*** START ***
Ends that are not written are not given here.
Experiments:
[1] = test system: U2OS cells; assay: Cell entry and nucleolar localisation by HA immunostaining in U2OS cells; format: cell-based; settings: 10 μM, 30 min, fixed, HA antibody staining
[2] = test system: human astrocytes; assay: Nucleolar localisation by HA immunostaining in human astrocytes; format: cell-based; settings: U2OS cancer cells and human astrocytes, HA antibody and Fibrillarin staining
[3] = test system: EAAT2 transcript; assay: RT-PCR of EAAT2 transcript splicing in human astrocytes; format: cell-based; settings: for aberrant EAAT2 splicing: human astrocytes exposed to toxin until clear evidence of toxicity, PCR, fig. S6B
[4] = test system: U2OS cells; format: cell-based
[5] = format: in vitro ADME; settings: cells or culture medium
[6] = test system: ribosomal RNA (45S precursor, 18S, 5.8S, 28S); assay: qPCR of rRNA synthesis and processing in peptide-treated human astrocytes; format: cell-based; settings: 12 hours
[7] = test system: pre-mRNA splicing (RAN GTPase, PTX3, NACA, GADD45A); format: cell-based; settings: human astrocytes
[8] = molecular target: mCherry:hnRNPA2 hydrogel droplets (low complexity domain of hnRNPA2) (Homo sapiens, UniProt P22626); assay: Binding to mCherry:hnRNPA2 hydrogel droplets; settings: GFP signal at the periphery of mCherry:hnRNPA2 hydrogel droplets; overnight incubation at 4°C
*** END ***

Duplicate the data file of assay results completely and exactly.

Ends that are not written are not given here.
Experiments:
[1] = test system: U2OS cells; assay: Cell entry and nucleolar localisation by HA immunostaining in U2OS cells; format: cell-based; settings: 10 μM, 30 min, fixed, HA antibody staining
[2] = test system: human astrocytes; assay: Nucleolar localisation by HA immunostaining in human astrocytes; format: cell-based; settings: U2OS cancer cells and human astrocytes, HA antibody and Fibrillarin staining
[3] = test system: EAAT2 transcript; assay: RT-PCR of EAAT2 transcript splicing in human astrocytes; format: cell-based; settings: for aberrant EAAT2 splicing: human astrocytes exposed to toxin until clear evidence of toxicity, PCR, fig. S6B
[4] = test system: U2OS cells; format: cell-based
[5] = format: in vitro ADME; settings: cells or culture medium
[6] = test system: ribosomal RNA (45S precursor, 18S, 5.8S, 28S); assay: qPCR of rRNA synthesis and processing in peptide-treated human astrocytes; format: cell-based; settings: 12 hours
[7] = test system: pre-mRNA splicing (RAN GTPase, PTX3, NACA, GADD45A); format: cell-based; settings: human astrocytes
[8] = molecular target: mCherry:hnRNPA2 hydrogel droplets (low complexity domain of hnRNPA2) (Homo sapiens, UniProt P22626); assay: Binding to mCherry:hnRNPA2 hydrogel droplets; settings: GFP signal at the periphery of mCherry:hnRNPA2 hydrogel droplets; overnight incubation at 4°C